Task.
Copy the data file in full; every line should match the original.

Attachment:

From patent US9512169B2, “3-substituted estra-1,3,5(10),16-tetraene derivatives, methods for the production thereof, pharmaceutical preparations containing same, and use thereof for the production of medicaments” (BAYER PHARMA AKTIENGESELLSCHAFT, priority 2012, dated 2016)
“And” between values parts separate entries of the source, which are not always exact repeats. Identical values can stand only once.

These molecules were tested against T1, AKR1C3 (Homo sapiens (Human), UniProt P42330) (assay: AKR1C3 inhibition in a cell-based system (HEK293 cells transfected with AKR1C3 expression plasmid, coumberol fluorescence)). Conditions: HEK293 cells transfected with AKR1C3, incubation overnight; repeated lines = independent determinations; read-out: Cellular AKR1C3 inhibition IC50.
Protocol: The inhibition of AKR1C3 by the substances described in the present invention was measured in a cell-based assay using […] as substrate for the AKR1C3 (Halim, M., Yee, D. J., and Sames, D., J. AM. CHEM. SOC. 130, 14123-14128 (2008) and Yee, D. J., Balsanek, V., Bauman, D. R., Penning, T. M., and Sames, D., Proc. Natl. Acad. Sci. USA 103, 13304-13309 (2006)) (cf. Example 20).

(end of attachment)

From patent US9512169B2, “3-substituted estra-1,3,5(10),16-tetraene derivatives, methods for the production thereof, pharmaceutical preparations containing same, and use thereof for the production of medicaments” (BAYER PHARMA AKTIENGESELLSCHAFT, priority 2012, dated 2016)
“And” between values parts separate entries of the source, which are not always exact repeats. Identical values can stand only once.

These molecules were tested against T1, AKR1C3 (Homo sapiens (Human), UniProt P42330) (assay: AKR1C3 inhibition in a cell-based system (HEK293 cells transfected with AKR1C3 expression plasmid, coumberol fluorescence)). Conditions: HEK293 cells transfected with AKR1C3, incubation overnight; repeated lines = independent determinations; read-out: Cellular AKR1C3 inhibition IC50.
Protocol: The inhibition of AKR1C3 by the substances described in the present invention was measured in a cell-based assay using […] as substrate for the AKR1C3 (Halim, M., Yee, D. J., and Sames, D., J. AM. CHEM. SOC. 130, 14123-14128 (2008) and Yee, D. J., Balsanek, V., Bauman, D. R., Penning, T. M., and Sames, D., Proc. Natl. Acad. Sci. USA 103, 13304-13309 (2006)) (cf. Example 20).